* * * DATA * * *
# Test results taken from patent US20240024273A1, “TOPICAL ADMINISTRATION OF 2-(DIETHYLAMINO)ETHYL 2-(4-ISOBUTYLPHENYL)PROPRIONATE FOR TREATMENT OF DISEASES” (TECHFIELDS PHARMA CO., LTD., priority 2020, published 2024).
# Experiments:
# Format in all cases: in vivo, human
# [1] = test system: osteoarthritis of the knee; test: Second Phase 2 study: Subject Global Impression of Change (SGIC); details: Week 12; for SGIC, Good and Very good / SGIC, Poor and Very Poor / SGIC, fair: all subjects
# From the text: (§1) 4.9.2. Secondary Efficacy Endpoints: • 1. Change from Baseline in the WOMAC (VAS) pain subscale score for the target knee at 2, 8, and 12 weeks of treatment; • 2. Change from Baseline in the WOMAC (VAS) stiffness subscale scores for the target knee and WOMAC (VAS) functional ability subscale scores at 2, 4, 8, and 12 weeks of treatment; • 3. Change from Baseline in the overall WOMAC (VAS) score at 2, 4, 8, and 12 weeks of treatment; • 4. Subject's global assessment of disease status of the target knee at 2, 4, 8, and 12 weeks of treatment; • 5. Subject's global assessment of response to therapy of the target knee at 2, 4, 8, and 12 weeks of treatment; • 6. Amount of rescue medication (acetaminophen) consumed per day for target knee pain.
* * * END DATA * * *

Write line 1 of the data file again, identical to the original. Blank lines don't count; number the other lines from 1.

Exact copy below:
# Test results taken from patent US20240024273A1, “TOPICAL ADMINISTRATION OF 2-(DIETHYLAMINO)ETHYL 2-(4-ISOBUTYLPHENYL)PROPRIONATE FOR TREATMENT OF DISEASES” (TECHFIELDS PHARMA CO., LTD., priority 2020, published 2024).